Skip to content

Delta's Project Pickle to grow

The program since 2012 uses underutilized school-owned lands
project pickle delta optimist file
Project Pickle’s plans include increasing the number of raised beds at school farms, replacing two farms in need of repair and hiring an assistant.

Delta council recently approved more funding for Project Pickle.

The approved $12,000 funding request will be matched by a grant from the Delta Agricultural Society, while the program received $54,000 from the Delta School District and $5,000 from both Vancouver Fraser Port Authority and Century Group.

Project Pickle is a local educational program run by Delta resident and Optimist community columnist Mike Schneider.

The program has been teaching students about food and farming since 2012. 

A report to council notes that since 2012, the program has expanded to include “young farmers” in 71 classes in the school district, plus an additional 25 classes that have continued to offer the same programming without direct involvement from Project Pickle. 

Through Project Pickle, the students learn to plant, harvest and eat food that they grow themselves.

At the same time, students are taught the timeline for the process of food going from farm-to-table, and

the career opportunities throughout the supply chain, the report notes.

The program uses underutilized school-owned lands to expose students to the process and steps involved in turning a seed in the ground into food on their plate, from the actual planting through to the hospitality industry that eventually prepares and serves the food.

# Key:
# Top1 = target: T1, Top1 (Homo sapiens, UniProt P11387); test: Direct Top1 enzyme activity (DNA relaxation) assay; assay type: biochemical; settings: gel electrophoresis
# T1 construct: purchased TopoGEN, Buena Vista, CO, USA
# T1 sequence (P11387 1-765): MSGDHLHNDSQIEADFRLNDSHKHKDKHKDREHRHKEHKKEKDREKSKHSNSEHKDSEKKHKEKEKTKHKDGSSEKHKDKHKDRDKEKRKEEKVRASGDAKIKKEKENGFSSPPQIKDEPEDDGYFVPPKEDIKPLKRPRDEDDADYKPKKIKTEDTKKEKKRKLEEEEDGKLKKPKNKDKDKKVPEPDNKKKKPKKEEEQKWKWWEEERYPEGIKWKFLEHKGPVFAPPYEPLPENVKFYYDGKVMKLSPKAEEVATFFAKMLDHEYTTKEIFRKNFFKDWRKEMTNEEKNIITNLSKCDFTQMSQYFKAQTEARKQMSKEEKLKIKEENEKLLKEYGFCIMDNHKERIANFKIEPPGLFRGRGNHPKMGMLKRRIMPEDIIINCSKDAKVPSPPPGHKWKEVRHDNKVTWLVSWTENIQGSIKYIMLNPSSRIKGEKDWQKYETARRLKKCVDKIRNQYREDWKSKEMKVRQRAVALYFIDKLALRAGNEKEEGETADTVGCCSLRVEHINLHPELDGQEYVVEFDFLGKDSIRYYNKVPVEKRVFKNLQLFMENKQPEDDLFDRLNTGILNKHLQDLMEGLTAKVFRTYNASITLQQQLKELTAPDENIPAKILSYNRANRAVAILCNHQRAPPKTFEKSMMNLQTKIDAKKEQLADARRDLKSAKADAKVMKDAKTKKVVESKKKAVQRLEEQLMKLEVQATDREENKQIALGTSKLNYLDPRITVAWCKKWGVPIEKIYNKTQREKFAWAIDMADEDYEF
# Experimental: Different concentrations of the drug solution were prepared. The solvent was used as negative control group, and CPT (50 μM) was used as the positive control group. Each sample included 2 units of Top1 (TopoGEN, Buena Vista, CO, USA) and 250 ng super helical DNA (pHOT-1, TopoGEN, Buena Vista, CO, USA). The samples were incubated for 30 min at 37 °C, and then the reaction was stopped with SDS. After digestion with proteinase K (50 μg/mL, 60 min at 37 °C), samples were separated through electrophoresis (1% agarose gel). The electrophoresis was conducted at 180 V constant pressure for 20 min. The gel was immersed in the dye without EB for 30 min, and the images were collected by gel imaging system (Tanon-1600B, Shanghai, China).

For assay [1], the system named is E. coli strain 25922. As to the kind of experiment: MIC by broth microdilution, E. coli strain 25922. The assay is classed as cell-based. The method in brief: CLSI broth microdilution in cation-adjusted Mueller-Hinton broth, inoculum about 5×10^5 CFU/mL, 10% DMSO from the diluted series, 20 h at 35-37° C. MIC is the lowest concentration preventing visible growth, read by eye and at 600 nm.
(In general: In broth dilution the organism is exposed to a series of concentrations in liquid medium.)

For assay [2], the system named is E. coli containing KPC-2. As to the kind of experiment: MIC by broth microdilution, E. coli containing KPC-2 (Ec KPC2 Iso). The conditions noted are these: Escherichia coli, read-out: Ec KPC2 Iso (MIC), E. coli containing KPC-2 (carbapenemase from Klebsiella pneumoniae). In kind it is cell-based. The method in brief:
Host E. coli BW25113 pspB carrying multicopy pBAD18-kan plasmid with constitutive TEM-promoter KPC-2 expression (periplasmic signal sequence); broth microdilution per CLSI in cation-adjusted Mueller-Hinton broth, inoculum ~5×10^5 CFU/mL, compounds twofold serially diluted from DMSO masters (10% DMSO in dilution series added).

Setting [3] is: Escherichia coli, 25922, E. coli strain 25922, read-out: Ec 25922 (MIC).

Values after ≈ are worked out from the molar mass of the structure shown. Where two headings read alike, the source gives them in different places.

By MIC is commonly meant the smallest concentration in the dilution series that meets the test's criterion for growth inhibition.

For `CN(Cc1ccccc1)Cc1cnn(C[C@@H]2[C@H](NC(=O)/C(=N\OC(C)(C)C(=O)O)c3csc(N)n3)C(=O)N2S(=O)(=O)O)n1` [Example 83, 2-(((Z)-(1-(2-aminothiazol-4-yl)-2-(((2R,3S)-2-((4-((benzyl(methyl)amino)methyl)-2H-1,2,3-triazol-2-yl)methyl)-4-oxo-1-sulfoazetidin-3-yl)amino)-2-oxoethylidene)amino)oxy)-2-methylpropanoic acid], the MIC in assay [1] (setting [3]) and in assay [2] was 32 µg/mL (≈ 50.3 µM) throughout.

The COVID-19 pandemic has already affected the learning opportunities for many of Delta's students, the report notes, adding the program will likely continue to include outside learning as an important aspect of the education of Delta students, and Project Pickle expects to grow its work as a result.

“Project Pickle intends to introduce the programming in to every school in Delta eventually,” said Schneider. “I am unable to attend to all schools wishing to participate purely from the sheer number of schools and classes involved. This being the case, I am developing a manual for educators so that they can participate without my direct involvement. To this end there are four schools that are offering the programming without my supervision. This is accounting for approximately 25 classes.

“Outside learning will be an important part of learning in the Delta School District and Project Pickle will continue to grow as a result. The teaching opportunities on the school farms are immense and some very creative educators are embracing aspects of food and farming in to the regular curriculum.”